Case study: Allen, Bob and Cara LLC (“ABC”) is a US based asset manager with USD 10 billion under management. ABC is registered with the US Securities and Exchange Commission as an “investment
adviser” (an “RIA”) and manages a portfolio of private funds across different sectors and geographical
regions. Due to the COVID-19 pandemic which resulting in the soaring demand for healthcare and
medicine, ABC is currently developing a new fund strategy to invest in the healthcare sector across the
EU, especially start-ups focusing on vaccine research and development. Some of their existing deal team
have experience in healthcare but that experience is largely US based. Thus, they are thinking of
recruiting a new team in London to help them identify appropriate opportunities in the region. They are
envisaging two alternative potential structures: (1) a Delaware and Cayman parallel structure managed
by the RIA with advice and assistance from the new team in London; and (2) a Luxembourg fund that
would be managed and controlled from EU by the new team.
1. Please consider the advantages and disadvantages of both structures for ABC: when might one make more sense than the other and what regulatory burdens do they each involve?
2. ABC ultimately decides to go for a Luxembourg limited partnership for their new fund – ABC Pan-
European Healthcare SCSp (the “Fund”) – and plan to raise EUR 2 billion for the strategy. What are
the advantages of using a limited partnership as the fund vehicle?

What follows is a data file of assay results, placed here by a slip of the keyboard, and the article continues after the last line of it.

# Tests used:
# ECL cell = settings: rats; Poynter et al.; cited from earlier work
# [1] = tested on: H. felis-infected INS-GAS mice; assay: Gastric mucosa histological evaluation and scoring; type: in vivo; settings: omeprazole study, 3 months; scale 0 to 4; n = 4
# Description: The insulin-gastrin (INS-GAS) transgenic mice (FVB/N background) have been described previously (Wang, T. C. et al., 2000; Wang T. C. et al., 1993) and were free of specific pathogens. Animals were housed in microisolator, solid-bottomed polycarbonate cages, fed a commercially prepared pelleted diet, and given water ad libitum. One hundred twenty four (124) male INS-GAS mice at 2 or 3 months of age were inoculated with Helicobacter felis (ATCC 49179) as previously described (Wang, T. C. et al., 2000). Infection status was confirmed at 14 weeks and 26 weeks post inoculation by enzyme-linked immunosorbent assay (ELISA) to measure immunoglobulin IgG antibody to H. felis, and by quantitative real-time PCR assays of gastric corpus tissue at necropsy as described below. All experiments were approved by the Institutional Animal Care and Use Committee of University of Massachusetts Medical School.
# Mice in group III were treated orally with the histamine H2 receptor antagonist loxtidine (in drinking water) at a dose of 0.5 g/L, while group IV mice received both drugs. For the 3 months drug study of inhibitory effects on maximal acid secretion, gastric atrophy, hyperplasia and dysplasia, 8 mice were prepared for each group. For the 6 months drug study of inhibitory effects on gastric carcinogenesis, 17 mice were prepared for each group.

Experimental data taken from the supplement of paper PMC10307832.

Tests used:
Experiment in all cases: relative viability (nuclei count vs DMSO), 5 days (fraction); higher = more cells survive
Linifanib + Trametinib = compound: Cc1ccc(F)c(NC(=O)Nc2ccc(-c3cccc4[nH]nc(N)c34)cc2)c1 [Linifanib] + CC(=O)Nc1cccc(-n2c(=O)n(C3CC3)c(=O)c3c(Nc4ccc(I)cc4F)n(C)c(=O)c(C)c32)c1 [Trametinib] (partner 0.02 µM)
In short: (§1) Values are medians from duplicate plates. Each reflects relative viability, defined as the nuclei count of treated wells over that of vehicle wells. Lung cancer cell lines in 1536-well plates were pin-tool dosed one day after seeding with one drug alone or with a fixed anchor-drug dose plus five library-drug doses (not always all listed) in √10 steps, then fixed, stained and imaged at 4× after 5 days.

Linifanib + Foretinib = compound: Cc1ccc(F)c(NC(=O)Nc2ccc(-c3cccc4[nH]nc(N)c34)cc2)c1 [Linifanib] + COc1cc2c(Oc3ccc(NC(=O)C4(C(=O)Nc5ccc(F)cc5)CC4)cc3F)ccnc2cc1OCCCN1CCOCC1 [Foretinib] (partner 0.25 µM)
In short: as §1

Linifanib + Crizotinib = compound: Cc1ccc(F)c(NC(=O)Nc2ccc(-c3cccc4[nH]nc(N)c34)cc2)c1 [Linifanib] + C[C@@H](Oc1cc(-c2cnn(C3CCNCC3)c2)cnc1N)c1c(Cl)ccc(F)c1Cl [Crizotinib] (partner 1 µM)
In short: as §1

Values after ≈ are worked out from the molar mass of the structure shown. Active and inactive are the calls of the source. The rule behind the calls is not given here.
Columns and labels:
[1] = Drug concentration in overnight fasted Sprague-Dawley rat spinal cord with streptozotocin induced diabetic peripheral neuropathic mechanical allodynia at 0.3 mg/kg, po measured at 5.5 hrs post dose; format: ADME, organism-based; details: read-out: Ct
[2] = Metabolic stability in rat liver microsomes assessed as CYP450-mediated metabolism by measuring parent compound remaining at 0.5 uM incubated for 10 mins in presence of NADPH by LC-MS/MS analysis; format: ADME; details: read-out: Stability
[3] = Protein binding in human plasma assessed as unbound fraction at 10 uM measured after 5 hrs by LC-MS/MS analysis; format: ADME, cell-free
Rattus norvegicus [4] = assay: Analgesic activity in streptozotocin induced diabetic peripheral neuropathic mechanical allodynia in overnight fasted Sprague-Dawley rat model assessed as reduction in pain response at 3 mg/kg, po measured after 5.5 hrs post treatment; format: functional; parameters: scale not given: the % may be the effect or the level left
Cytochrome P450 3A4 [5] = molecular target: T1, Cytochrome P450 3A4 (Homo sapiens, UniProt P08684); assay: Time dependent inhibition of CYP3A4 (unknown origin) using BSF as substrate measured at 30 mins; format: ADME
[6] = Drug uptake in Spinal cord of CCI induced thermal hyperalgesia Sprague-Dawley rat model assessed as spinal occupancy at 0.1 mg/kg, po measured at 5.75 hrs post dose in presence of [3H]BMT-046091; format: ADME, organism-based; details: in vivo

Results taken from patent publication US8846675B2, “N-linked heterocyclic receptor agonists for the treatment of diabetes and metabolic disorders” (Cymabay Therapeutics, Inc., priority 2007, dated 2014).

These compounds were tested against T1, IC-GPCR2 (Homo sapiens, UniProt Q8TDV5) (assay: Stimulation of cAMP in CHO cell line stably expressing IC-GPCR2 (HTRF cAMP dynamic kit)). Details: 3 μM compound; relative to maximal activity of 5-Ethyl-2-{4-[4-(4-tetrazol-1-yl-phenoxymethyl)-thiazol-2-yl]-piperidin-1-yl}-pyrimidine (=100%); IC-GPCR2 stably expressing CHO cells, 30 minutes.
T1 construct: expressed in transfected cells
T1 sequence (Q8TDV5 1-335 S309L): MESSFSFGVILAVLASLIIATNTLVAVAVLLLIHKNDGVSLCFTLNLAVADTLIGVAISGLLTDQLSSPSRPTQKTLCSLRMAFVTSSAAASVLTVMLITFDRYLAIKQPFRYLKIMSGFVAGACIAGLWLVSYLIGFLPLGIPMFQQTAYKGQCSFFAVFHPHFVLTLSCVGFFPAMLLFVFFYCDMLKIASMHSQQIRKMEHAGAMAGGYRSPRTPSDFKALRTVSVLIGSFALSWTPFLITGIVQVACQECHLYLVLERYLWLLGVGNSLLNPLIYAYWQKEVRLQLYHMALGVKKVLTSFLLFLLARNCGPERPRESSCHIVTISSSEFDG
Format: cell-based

3. The Fund’s likely investor base is going to be split between the US and Europe. What regulatory
factors should ABC consider when marketing the Fund in each of these regions?
4. ABC begins to work on the governing documentation of the Fund, starting with the PPM. What
factors do they need to consider disclosing and addressing in the Private Placement Memorandum
given the likely investor base (the US and Europe)? What disclosure issues do they need to
specifically consider in the PPM with respect to the new team?
5. During the fundraising process, ABC hears that there is some interest in the fund from investors in
East Asia (particularly in mainland China, Hong Kong, South Korea, Singapore and Japan). Consider
any additional marketing considerations you might want to address with a change in focus to Asian
investors (you only need to consider one or two of the above five jurisdictions listed).
6. VSS is a UK based pension fund considering an investment in ABC Pan-European Healthcare. What
are the primary characteristics of private equity funds like those run by ABC that make them
interesting investment opportunities for institutional investors like VSS?
7. What eligibility criteria should ABC consider when looking at VSS as an investor?
8. VSS passes ABC’s initial verification and eligibility checks. In tandem, after an extensive due
diligence exercise on ABC and the new deal team, VSS decides it is likely to invest in the Fund.
Negotiations on the key documentation therefore begin. ABC is keen to get VSS into the Fund
quickly. What incentives could ABC offer to VSS to ensure they commit quickly? Explain in each
case how they might work.
9. ABC, as a US investment manager, has drafted the Fund’s Limited Partnership Agreement with a
US style waterfall. VSS as a British investor, despite the Brexit, is more accustomed to a European
style waterfall and is arguing that as the Fund is located in Europe such a waterfall would be more
appropriate for this Fund. Consider the key characteristics of each waterfall and the reasons each
of ABC and VSS might prefer one to the other.
10. VSS is concerned that ABC is also thinking of raising a healthcare fund to invest in the US. In
particular they are worried (a) that such a fund in the US might make investments in deals that
would otherwise have been done by the Fund and (b) that certain members of the deal team for
the Fund might spend time working on mandates for the US fund. How should VSS go about
negotiating protections from these issues?